Define Your Goals
Today, we’re going to delve into the purpose of your content, and you’re going to measure its success.
There are many benefits to using content marketing in your business. It’s reported to cost 62% less than outbound marketing but generate more than three times as many leads and convert six times better.
However, focusing on building a valuable, trusted relationship through quality content should always be at the heart of your strategy.
This will stop you from creating content simply for the sake of it or spending precious resources—time and money—on content that’s not aligned to your end goal.
I’m going to break this down for you below, so get ready to start setting some actionable outcomes.
Define Your “Why”
Before you start planning out content for your audience, you must understand why you’re going to create it and what you want it to solve.
Are you trying to inform your audience, educate them about something, or entertain them? Knowing the purpose of your content not only helps during planning, it also keeps your tone of voice and delivery consistent.
Fill in the blanks in this statement to help you define this:
The content we produce helps [audience] achieve [adjective] by making them [feel/learn/do] so they can [task].
Set Measurable Goals
If you can’t articulate measurable business goals as reasons for producing or sharing content, you’re probably wasting your time and money.
To understand what success looks like for you, your content marketing goals should align with your business goals and will therefore differ depending on your type of business.
Your content marketing goals should clearly articulate what you’re aiming to achieve and when.
Here are several categories that our goals could fall into and examples for each:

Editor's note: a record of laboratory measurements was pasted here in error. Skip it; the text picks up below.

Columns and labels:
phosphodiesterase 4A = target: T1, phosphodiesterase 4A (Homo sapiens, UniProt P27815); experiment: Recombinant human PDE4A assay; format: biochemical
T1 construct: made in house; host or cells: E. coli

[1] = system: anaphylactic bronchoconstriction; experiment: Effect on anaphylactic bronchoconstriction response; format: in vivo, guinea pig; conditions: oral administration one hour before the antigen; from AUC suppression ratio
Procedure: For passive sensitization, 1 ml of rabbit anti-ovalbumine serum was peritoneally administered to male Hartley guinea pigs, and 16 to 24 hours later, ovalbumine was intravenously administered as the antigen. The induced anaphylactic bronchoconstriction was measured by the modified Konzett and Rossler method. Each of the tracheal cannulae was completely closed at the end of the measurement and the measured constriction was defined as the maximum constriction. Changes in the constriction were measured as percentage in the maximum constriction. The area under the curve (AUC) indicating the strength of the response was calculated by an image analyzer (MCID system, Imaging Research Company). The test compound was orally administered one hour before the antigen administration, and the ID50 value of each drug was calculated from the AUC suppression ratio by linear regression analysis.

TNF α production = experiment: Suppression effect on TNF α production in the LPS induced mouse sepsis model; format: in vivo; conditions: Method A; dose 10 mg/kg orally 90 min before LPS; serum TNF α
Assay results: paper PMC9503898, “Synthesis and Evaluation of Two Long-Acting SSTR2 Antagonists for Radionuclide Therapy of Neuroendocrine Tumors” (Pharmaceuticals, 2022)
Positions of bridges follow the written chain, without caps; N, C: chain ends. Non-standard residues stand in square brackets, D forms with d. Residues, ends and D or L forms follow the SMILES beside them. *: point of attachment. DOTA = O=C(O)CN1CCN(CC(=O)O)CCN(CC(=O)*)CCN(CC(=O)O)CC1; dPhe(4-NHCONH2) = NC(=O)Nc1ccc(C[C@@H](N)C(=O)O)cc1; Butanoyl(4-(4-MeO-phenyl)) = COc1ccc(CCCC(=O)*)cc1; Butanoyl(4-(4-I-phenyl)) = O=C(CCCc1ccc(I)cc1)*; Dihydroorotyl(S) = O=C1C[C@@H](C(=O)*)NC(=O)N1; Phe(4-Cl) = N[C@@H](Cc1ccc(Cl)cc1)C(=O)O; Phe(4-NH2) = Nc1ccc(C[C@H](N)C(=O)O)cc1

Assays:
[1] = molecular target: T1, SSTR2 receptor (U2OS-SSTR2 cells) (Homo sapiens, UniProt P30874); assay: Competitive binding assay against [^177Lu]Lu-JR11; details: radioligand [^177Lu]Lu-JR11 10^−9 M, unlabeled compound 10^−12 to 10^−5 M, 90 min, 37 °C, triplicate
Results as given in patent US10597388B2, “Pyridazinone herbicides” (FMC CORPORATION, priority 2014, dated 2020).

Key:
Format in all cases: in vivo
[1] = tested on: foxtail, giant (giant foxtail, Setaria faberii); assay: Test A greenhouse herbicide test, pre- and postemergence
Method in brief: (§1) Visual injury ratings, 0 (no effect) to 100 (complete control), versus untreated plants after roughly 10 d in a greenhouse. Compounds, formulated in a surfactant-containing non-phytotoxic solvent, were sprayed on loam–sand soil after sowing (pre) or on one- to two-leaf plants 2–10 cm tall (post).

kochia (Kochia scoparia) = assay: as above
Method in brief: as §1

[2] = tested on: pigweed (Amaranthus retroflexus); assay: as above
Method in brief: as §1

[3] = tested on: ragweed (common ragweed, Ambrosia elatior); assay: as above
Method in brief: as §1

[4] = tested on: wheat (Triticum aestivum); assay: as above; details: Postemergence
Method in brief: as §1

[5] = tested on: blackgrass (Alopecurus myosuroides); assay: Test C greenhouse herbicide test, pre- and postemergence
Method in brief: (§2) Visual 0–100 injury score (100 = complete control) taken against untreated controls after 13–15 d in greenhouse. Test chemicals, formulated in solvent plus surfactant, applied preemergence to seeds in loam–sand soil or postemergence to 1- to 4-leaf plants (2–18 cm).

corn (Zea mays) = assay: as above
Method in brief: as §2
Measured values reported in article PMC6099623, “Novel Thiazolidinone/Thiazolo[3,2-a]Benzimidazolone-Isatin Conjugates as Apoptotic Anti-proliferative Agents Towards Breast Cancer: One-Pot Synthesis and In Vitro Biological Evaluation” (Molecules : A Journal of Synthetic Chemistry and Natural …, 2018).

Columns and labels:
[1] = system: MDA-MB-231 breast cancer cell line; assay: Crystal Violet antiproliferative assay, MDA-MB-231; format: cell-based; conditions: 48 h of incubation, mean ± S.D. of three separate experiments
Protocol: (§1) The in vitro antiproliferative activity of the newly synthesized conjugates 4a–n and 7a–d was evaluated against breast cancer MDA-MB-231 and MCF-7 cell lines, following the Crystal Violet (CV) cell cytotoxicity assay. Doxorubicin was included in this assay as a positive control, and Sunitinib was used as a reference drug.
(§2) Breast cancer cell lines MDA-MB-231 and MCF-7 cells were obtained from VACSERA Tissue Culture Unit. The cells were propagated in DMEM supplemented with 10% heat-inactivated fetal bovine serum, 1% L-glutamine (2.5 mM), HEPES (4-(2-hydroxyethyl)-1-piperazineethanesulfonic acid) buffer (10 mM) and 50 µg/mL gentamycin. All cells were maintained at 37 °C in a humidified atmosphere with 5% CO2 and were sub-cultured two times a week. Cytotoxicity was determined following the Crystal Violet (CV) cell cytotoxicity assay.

• number of unique page views for a blog post
• number of video views on YouTube
• number of tweets recommending your blog post
• number of readers forwarding your email content
• number of email opt-ins to download an e-book
• conversion percentage from download to lead
• revenue resulting from demo video
• percentage of repeat customer purchases
Regardless of the goals you set, make sure they’re specific, measurable, and time bound. I advise not thinking too far ahead, and instead, limit yourself to monthly or quarterly goals. By doing that, you’ll be able to focus on what’s needed right now and make adjustments easily if something’s not working.
Know How You’ll Measure Them
Once you’re clear on what you’re going to measure, make sure you’ve got the systems and tools in place to accurately track them.
Here are a few examples:
• customer relationships management (CRM) system to track leads (e.g. Hubspot)
• sales platform to track sales (e.g. Salesforce)
• email service provider to track subscribers and email statistics (e.g. Mailchimp)
• in-built social media analytics (e.g. Instagram’s “Insights” section for business accounts)
• social media scheduling platforms (e.g. Buffer, Hootsuite)
• website analytics platform (e.g. Google Analytics)
• depending on the goal, social media analytics
Make sure you have everything in place to track what’s happening with your content. For example, this might involve adding Google Analytics or a Facebook Pixel to your website.
Within Google Analytics, you can set up goals to track specific actions on your website, like video views or email subscribers.
Taking the time to define your purpose for creating content, outlining your goals, and how you’re going to measure them is setting up your content marketing strategy for success. Tomorrow, we’re going to take a close look at your audience and what’s right for them.
See you then,
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